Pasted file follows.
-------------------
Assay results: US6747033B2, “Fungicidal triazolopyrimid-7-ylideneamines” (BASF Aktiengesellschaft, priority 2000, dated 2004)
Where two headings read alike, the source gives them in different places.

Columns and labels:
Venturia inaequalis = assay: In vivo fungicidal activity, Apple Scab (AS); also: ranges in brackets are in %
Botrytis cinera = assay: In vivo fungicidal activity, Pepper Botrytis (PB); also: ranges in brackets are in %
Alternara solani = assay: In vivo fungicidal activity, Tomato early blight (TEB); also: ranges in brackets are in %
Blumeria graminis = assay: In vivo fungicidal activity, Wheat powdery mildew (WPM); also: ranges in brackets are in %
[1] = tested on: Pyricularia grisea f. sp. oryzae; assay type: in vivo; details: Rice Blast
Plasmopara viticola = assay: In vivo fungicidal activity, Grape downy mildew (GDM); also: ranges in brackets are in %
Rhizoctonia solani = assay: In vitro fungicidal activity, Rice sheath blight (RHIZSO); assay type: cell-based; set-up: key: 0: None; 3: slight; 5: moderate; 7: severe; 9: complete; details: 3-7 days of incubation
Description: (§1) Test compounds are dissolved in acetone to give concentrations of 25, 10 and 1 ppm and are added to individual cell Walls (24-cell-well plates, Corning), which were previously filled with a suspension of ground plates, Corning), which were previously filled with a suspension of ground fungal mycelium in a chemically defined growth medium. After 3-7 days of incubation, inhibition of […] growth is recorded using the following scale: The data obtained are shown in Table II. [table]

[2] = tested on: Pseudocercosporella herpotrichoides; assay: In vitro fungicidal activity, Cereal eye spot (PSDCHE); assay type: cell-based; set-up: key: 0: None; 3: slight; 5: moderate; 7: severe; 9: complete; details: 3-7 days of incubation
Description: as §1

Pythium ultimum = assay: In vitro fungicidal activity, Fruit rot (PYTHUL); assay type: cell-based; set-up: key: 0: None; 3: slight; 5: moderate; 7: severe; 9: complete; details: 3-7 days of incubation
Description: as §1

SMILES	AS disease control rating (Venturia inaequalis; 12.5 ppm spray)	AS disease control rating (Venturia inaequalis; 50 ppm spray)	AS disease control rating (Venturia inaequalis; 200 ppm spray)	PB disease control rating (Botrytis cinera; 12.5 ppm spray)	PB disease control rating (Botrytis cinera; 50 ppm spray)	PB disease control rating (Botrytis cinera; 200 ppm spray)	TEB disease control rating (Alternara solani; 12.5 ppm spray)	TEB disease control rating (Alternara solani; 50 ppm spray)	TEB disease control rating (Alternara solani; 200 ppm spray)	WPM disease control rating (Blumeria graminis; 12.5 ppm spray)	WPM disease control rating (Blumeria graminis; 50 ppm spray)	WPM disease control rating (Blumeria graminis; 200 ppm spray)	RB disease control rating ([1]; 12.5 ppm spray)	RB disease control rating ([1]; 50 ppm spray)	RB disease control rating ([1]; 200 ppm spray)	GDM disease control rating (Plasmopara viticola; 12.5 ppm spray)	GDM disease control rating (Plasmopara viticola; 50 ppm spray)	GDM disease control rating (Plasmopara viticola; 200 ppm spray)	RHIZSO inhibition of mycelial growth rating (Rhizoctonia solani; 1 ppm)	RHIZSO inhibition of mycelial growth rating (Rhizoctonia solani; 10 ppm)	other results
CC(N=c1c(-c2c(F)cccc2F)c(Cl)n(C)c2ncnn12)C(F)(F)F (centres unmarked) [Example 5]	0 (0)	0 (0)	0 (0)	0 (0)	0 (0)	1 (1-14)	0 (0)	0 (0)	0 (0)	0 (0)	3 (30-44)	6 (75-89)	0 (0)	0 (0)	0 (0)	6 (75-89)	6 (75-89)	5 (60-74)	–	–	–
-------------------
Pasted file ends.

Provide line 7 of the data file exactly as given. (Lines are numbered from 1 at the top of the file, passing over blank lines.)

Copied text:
Blumeria graminis = assay: In vivo fungicidal activity, Wheat powdery mildew (WPM); also: ranges in brackets are in %